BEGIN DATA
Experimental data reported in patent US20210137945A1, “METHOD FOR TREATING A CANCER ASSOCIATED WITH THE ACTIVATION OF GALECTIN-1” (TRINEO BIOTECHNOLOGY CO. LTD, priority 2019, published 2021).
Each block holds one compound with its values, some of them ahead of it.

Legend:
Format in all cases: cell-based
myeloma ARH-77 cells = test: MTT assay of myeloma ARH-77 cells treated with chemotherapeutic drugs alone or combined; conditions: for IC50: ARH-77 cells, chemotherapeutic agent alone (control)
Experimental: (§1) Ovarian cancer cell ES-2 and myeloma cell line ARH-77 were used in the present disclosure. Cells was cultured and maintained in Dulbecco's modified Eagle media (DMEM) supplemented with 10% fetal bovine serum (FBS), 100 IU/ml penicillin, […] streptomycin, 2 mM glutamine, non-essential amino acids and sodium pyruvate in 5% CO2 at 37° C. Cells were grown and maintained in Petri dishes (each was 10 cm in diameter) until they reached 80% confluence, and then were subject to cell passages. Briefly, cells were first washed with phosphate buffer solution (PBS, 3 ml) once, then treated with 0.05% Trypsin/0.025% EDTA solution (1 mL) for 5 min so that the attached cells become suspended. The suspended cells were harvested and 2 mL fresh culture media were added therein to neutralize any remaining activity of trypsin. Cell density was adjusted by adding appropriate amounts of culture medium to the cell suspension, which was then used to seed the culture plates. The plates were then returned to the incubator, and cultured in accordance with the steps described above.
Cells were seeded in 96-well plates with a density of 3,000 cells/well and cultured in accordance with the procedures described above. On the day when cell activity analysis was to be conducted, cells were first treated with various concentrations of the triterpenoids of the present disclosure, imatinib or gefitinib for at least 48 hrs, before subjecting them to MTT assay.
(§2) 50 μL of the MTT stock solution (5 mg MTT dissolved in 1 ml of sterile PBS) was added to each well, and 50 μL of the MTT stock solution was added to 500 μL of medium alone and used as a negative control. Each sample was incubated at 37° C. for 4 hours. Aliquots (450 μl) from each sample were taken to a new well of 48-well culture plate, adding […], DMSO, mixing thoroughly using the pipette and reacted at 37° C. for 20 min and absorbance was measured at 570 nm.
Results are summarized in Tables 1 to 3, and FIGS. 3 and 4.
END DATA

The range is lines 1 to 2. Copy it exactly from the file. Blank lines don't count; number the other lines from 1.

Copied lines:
Experimental data reported in patent US20210137945A1, “METHOD FOR TREATING A CANCER ASSOCIATED WITH THE ACTIVATION OF GALECTIN-1” (TRINEO BIOTECHNOLOGY CO. LTD, priority 2019, published 2021).
Each block holds one compound with its values, some of them ahead of it.